Candita Hinds sat on her couch in her suburban Maryland apartment and watched in amusement as her son, Samar, attempted to reenact a comedy routine he recently discovered on TikTok. Though she flaunted a jovial spirit, the smile on her face belied her current hard-hitting reality. Hinds, a single Black mother, recently lost her job of helping others to cope with their mental health struggles. Now, the therapist says she finds herself working through her own anxieties as she tries to manage caring for a 10-year-old son during a period of financial uncertainty and racial unrest. 

“My mental health has been like being on a roller coaster and I’m still on it and I haven’t come off of it as of yet,” Hinds, 32 said.

While the impact of the COVID-19 and the aftermath of George Floyd’s death have been especially taxing for families of color, the particular impact felt by single Black parents has been magnified both economically and psychologically. It’s already tougher for Black families than white families, with a difference in median household income of 70%. Black families earn just $41,692 compared with white families earning $70,642. According to data from MIT’s Living Wage calculator, single parents in the state of Maryland need to earn at least $61,450 annually just to make ends meet. To help quell her financial woes, Hinds was left with only one option.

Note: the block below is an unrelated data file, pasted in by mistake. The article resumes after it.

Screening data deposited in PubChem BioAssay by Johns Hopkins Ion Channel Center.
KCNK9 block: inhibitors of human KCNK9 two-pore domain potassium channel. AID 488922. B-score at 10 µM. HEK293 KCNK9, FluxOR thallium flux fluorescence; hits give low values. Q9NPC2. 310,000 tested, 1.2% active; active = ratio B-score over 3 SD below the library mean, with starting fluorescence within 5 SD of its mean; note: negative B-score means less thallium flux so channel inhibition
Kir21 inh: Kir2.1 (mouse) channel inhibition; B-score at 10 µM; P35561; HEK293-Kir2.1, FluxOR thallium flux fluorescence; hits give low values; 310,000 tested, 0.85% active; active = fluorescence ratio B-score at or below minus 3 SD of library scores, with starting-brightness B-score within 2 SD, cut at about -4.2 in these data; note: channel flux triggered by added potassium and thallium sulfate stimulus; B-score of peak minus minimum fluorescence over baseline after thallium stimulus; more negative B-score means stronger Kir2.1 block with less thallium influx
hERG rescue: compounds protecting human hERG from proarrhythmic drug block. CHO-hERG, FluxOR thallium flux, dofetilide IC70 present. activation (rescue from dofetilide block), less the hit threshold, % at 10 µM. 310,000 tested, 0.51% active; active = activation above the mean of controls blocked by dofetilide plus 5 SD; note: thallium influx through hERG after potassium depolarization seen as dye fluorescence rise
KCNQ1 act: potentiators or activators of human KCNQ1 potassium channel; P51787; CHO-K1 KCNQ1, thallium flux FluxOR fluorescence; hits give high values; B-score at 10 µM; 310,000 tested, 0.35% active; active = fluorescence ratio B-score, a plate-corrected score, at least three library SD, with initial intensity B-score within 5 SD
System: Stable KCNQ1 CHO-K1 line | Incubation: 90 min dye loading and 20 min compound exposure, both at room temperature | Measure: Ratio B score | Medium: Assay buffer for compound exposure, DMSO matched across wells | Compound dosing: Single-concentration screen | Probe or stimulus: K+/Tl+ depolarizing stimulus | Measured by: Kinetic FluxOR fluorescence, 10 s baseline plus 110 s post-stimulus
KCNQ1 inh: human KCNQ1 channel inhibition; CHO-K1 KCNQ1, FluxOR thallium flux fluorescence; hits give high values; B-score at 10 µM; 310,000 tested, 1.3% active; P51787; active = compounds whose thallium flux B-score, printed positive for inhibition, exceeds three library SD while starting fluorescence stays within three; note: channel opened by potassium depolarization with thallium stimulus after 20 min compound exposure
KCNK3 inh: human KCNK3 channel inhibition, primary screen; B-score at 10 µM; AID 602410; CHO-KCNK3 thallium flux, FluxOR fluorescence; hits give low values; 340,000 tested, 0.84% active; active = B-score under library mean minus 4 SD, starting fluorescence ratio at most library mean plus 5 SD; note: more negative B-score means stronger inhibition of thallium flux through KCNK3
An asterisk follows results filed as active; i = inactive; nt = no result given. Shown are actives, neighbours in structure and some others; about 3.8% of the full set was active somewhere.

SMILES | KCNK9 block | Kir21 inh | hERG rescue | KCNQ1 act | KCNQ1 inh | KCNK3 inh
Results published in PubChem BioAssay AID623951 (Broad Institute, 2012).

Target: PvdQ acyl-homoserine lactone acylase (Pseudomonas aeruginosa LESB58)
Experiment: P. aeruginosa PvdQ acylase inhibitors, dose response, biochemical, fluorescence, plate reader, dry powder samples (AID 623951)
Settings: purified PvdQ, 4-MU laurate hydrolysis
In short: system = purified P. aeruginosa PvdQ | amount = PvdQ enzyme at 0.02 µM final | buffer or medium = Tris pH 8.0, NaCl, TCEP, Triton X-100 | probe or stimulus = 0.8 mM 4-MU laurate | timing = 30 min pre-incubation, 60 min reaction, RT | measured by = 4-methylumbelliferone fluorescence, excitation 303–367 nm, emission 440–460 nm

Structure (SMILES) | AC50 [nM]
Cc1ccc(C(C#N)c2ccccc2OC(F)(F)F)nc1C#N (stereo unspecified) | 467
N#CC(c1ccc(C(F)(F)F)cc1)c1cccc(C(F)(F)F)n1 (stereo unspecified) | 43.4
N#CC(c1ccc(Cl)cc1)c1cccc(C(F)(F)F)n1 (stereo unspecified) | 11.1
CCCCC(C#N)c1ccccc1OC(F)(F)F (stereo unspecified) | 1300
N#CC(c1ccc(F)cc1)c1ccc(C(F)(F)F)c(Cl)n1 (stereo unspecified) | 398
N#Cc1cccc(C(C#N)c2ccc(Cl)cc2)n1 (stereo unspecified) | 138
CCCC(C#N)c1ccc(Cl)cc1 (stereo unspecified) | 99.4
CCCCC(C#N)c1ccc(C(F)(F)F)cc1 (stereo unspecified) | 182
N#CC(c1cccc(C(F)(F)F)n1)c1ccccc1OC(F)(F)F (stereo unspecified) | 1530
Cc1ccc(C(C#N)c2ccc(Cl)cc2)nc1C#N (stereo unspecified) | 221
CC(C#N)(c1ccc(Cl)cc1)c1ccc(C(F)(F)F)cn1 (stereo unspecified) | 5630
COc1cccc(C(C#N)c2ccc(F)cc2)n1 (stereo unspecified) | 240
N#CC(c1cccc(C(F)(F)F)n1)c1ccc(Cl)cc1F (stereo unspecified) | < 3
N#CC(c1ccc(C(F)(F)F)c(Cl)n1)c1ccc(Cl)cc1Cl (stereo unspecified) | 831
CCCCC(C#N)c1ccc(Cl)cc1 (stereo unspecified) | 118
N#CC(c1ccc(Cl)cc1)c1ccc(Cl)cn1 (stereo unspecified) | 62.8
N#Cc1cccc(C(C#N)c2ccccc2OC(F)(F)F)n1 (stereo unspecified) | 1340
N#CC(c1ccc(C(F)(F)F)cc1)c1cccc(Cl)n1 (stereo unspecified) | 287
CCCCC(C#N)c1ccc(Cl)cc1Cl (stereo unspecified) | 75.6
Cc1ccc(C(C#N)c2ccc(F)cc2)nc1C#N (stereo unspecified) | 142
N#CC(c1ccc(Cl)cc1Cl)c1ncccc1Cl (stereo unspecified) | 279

“I had to do what everyone else was doing…which is applying for unemployment due to loss of wages and also for food stamps,” Hinds said.

After several notable killings of unarmed Black men and women occurred in the first half of 2020 (climaxing with the death of George Floyd), single Black parents now bear the burden of coping with trauma for both themselves and their children. Anxiety and depression numbers spiked for Blacks in the weeks following Floyd’s death according to data from the Centers for Disease Control and Prevention. Combine this with the disproportionate number of Black people dying due to COVID-19 at 2.5 times the death rate of white people and the result reveals a clearer picture into the current tested psyche of many Black people.  

The main issues on the minds of young single Black parents such as Hinds aren’t too far removed from the problems that distress a majority of the country. Although concerns over government and poor leadership still hold a slight edge as the most significant problem that worries Americans, recent data has shown an unforeseen shift in views held towards coronavirus and race relations. 

Mohmed Younis, editor in chief of Gallup Inc, noted a split last month in his research on the virus and race. “We went from 40 percent of people saying that COVID was the number one problem to 20 percent of people saying race relations and 20 percent of people saying COVID”.  

In the aftermath of Floyd’s death, the country saw historic numbers of Americans take to the streets in all 50 states to protest against police brutality and social injustices. Despite a global pandemic, an estimated 26 million people in the United States have partaken in the protests. According to a Civis Analytics survey, young Americans were especially sympathetic to the demonstrations with 66% of Americans between 18 and 34 expressing support for Black Lives Matter while 71% of all Blacks were strongly supportive as well.